But, at the same time, there is no alternative frequent flyer programme that will get you from the UK to Continental Europe for fewer miles. Avios is clearly the way forward, especially with the cap on taxes and surcharges. So, if you need additional luggage allowance, the treat of lounge access and a meal… spending your companion voucher on a Club Europe reward isn’t such a bad option.


  1. Norman Anderson says

    That and BA are having a trend of downgrading 241 voucher holders seats. As mention in HFP.

    I am surprising my wife to sfo in First August next year.
    Her first time in first so I am hoping my 10th Anniversary flights don’t get downgraded and we get split apart.
    Me of coarse taking the downgrade.
    But we shall see.
    Great article…

    • Craig Sowerby says

      Thanks. I’m definitely planning to repeat it with North America, Asia, Middle East and maybe Africa. We’ll see what I have time for and how people receive the series…

      The downgrading issue is a great example of BA’s short-sighted attitude to “loyalty”. In the short run, indeed they will probably get away with paying less compensation and selling an extra F or J revenue seat. In the long run, does pushing somebody to cut up their BA credit card, say “adios to avios” and move their business elsewhere really make sense?

  2. Gerry says

    Also assuming you are flying from London and not from the ‘regions’ on ‘British’ Airways, where you have to add on another sectors worth of miles.

    • Craig Sowerby says

      Indeed. I’ve sort of taken it as given that those based in the “regions” just take a direct flight to the Continent on an LCC, rather than mess around with London connections just to use a 2-for-1. But on the long hauls I’ll try to cater for non-Londoners as well. (if only because the extra Avios needed help me make my point! 🙂 )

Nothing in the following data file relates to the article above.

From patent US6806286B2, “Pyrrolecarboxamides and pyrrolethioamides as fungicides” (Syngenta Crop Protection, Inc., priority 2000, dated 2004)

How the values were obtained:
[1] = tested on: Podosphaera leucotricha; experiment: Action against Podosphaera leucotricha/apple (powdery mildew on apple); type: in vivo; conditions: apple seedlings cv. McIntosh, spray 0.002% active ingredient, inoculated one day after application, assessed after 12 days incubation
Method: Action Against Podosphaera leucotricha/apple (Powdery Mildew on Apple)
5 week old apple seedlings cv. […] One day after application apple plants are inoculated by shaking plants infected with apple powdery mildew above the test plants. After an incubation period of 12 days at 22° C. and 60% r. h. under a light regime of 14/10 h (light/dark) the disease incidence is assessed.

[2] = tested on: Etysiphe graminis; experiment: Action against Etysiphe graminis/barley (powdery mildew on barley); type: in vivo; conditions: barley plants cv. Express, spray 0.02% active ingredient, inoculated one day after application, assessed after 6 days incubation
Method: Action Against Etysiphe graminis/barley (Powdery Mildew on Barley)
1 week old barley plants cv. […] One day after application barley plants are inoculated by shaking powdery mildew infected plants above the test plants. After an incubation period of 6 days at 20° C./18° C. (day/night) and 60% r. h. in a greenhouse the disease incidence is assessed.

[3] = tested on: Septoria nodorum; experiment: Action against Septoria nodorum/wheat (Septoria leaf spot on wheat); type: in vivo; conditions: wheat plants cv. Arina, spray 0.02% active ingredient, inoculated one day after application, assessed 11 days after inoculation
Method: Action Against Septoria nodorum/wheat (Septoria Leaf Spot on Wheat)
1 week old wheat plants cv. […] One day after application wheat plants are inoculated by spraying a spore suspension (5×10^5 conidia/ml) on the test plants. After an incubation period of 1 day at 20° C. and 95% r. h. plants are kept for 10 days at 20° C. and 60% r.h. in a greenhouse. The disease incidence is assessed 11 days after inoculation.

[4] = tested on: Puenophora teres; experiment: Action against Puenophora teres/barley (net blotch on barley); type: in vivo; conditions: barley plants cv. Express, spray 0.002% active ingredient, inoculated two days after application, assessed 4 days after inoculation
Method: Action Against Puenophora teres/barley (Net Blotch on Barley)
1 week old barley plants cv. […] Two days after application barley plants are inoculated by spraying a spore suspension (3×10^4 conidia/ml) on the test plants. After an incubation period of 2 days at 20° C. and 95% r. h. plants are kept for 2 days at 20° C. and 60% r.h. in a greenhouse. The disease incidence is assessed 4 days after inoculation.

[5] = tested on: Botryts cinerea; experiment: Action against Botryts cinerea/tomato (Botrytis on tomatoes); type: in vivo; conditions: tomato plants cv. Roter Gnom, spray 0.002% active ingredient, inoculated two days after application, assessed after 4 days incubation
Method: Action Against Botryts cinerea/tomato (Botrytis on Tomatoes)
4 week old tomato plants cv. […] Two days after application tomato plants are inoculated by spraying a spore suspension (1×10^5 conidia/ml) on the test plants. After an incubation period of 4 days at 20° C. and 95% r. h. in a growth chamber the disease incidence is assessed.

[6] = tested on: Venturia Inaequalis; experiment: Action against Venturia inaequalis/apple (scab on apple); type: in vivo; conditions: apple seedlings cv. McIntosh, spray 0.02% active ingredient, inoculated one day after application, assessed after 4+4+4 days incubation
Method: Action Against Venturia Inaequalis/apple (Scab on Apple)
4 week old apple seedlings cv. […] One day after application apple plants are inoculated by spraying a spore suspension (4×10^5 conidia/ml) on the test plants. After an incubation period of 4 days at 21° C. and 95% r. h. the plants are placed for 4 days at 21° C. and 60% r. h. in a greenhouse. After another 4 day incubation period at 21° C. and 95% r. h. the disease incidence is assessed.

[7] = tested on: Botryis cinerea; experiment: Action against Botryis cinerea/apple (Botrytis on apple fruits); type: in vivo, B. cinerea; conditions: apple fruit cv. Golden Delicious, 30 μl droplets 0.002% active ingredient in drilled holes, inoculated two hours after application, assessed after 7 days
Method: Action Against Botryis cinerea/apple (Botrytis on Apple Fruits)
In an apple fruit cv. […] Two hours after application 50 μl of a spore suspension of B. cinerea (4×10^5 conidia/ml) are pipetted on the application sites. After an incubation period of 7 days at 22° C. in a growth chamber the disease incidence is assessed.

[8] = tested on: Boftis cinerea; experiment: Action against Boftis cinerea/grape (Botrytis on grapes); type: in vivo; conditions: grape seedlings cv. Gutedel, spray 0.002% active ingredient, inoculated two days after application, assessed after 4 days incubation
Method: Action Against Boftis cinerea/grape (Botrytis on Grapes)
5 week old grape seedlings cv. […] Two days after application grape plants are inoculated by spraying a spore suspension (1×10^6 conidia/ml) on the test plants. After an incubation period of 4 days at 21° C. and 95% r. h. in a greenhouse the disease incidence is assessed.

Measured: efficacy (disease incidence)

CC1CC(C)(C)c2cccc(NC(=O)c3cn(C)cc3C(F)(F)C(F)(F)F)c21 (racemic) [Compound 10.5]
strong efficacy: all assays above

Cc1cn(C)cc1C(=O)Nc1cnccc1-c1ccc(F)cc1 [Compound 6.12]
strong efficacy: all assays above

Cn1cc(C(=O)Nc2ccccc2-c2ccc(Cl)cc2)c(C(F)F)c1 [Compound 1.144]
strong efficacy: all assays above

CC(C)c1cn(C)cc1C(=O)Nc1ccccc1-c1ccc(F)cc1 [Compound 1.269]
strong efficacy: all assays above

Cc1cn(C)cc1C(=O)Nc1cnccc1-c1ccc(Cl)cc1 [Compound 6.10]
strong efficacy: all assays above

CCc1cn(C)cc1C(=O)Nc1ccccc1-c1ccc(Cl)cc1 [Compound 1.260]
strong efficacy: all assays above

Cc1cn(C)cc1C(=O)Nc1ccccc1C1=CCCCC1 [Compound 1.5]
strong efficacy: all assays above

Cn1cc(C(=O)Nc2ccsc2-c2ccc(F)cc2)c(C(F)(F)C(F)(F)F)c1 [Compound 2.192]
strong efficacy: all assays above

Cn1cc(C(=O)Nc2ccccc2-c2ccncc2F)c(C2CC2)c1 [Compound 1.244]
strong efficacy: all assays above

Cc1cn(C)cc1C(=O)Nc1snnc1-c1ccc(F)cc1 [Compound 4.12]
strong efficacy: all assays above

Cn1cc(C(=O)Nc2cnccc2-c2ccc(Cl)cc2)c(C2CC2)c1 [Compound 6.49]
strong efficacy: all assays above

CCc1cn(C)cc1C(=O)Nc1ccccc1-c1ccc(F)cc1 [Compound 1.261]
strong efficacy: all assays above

3. Ben says

    Should also mention how frustrating it is to be unable to churn the BA Amex card.

    Earned my companion voucher sometime last year, promptly downgraded the premium card to the basic one. However, yet to find anything that I want to redeem the companion voucher on, which has stopped me churning the basic or premium one every 6 months (I understand that if I cancel my BA card, they will cancel the voucher).

    Honestly prefer the Lloyds upgrade voucher.

    • Ian Perry says

      The voucher is not cancelled if you cancel your BA Amex. It is applied to your BA Executive Club account, and is not dependant on the Amex card still being active. You do need to pay the taxes/fess associated with the 2-4-1 redemption with an Amex card, but any Amex will work. You can churn the card, so long as you haven’t held an Amex with the same rewards currency for 6 months, so keeping the free BA Amex prevents that.

  4. GnarlyOldGoatDude says

    This works well for destinations with multiple flights a day.
    If, however, you choose somewhere like Malta with one flight a day and always rammed full, you will typically find the best use of Avios is discounting the ticket, as you will never find Avios availability.

    • Craig Sowerby says

      Quite possibly my favorite Avios reward is indeed the “Part Pay with Avios” when BA are running a promo that values Avios at 1p or higher. Revenue ticket + value for Avios…

  5. David S says

    You have to be very flexible to get the best out of the BA voucher and since we have no kids and plan our holidays well in advance outside of school holidays, the companion voucher does become useful. And a reward booking includes the shuttle from outside of London to Heathrow before your longhaul as well for no extra avios. I have used my Lloyds voucher for Europe which is a slightly better use but it only has one year validity and if you cancel or change the booking, you lose the voucher unlike the BA one which has a validity for 2 years. Still the lack of availability on exact days and the chance of being downgraded does make you think about the usefulness sometimes.

    • Leo says

      I agree with all of that. If you have no restrictions on dates – like us – then you can usually get something long-haulish. Even if this does mean New York again….